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Showing posts with the label WiFi

PowerShell check network adapters error

How to check network adapters for error?
How to whether network device is working properly?
How to diagnose specific errors in network adapters?

How to check whether network device driver registry is corrupted?

To all of the questions above, PowerShell will come to the rescue.
In Windows Task Scheduler the only thing you want to see 0X0, which basically means operation has completed successfully. Other than 0X0 means something went wrong and needs to hone your troubleshooting skills.
For network adapters it goes the same way as well. PowerShell script below reads the Windows 
Configuration Manager error code and display specific errors for network adapters issue.
Below is the table from MSDN that shows values for Windows Configuration Manager errors.
MSDN link:
Windows Configuration Manager error code. Value Meaning 0 (0x0) Device is working properly. 1 (0x1) Device is not configured correctly. 2 (0x2) Windows cann…

Wireless or Wi-Fi not working

Wireless connection or Wi-Fi connection gives easy convenience for moving Laptop computers inside the house or even in the office without losing internet connection.

If there are two or more Laptop computers and one of them is not able to connect to the internet or wireless connection, then for this kind of scenario the wireless router is working properly. Since other Laptop computers is able to connect to the Internet or Wi-Fi connection.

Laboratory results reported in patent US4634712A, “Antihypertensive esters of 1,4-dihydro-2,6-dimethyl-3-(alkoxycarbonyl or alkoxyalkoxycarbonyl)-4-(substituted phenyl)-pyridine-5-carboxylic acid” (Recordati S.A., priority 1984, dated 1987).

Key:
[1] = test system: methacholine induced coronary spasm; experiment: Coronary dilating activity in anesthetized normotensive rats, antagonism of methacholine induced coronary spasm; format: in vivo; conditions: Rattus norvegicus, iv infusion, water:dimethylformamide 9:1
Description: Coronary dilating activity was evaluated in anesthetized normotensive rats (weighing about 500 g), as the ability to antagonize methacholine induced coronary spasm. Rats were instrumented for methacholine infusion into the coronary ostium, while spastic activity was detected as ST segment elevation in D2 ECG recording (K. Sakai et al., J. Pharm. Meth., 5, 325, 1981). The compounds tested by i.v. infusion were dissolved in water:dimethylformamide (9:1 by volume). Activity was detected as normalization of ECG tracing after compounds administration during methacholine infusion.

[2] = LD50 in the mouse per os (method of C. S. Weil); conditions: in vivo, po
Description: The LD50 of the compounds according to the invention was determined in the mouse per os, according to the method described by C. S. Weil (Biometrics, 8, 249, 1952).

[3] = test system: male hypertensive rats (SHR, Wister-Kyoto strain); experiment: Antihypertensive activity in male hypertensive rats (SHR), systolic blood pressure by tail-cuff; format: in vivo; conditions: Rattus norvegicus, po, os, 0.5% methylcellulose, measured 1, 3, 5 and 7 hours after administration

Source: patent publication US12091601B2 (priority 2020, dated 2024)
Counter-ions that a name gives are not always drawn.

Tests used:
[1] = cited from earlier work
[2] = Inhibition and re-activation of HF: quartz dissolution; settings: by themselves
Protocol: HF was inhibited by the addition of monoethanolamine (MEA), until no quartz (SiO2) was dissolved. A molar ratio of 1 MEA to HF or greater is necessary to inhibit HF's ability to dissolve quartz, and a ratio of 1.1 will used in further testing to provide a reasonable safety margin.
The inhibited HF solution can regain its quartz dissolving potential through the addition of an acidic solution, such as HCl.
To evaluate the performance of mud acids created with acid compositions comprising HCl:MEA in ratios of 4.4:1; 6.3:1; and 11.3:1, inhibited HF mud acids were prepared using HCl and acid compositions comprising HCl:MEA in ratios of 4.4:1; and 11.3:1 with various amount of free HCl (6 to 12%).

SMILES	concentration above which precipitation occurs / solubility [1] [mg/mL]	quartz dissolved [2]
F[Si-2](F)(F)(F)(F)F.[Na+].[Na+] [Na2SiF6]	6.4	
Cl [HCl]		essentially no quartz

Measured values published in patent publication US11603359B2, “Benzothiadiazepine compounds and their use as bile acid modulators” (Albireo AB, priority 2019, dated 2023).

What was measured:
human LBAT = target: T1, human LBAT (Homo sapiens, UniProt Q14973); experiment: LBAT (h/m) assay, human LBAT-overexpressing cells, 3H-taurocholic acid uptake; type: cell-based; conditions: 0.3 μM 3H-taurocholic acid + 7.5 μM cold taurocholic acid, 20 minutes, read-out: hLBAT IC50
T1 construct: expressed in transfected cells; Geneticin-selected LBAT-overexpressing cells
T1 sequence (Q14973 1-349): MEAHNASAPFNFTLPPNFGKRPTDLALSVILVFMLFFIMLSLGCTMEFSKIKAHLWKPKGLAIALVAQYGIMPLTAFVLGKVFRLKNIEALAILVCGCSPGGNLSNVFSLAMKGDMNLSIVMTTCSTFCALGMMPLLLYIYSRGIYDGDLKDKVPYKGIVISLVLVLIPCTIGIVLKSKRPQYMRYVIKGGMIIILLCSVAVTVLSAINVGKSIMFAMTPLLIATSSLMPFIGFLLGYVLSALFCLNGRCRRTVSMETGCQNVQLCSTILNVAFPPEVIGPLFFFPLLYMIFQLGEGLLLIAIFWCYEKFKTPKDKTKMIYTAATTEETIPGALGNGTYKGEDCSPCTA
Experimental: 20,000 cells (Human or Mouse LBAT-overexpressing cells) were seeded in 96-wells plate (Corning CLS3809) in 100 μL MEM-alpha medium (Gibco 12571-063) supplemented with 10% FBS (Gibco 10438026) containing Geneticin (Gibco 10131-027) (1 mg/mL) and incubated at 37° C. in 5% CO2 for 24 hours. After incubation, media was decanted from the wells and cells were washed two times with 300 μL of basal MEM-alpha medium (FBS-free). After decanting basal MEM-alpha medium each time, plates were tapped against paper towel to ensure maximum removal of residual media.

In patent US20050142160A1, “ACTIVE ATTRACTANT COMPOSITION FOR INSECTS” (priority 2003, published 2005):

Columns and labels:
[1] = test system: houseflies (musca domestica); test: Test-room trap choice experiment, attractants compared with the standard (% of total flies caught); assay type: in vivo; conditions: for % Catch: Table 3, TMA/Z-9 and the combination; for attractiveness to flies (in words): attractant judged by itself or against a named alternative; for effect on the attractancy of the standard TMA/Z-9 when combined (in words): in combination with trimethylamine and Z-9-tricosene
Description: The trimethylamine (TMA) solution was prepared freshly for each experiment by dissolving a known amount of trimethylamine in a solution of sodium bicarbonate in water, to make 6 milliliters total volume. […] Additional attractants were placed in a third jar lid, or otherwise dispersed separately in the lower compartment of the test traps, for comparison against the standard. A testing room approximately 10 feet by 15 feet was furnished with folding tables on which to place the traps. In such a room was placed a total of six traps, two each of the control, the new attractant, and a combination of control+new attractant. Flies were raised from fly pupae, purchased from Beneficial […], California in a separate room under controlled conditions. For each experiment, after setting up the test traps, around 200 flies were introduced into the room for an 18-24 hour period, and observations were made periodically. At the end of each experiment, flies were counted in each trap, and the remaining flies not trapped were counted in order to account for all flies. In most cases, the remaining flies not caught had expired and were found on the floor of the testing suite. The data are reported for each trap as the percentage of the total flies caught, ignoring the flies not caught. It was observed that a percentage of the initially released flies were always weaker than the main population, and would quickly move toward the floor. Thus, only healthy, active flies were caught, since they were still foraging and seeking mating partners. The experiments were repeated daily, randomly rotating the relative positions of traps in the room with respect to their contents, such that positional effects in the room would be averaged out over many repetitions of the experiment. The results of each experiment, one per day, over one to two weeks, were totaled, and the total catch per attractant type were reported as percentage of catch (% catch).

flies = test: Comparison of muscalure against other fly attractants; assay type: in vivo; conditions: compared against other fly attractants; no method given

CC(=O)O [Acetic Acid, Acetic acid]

But if all of the wireless devices or laptop computers are not able to connect to the internet then it can be roll out that the router itself is having issues.

Troubleshooting wireless router is beyond the scope of this topic.

How to check or troubleshoot wireless connection issues?

Windows has a built-in wizard that will help to troubleshoot or check wireless issues.

A basic step to troubleshoot Wi-Fi or wireless connection if not working is to check:

- check if the wireless driver is installed properly or check whether the wireless device is disa…

Using command line to view wireless networks

All commands below should be type on a command prompt.
Netsh can be used to view wireless networks using command line.
To view wireless networks via command line type this command:
netsh wlan show networks
To view wireless profiles, or the history of the wireless networks in which your computer had made a connection.
Type this command below,  if you’ve been travelling you will might be surprise of the long list:
netsh wlan show profiles
To view your wireless drivers, type this command below:
netsh wlan show drivers
If you want a long list, type this command:          
netsh wlan show all
You can redirect the output to text file like:
Netsh wlan show all > MyWirelessLongListInfo.txt
And  to connect via command line to a wireless network use this command below:
It will need three input paramet ers:
-- Profile name or the wireless name profile (you can type any profile name) -- SSID (Security Set Identifier) or basically the name of the Wifi (SSID should be accurate) -- Interface (the w…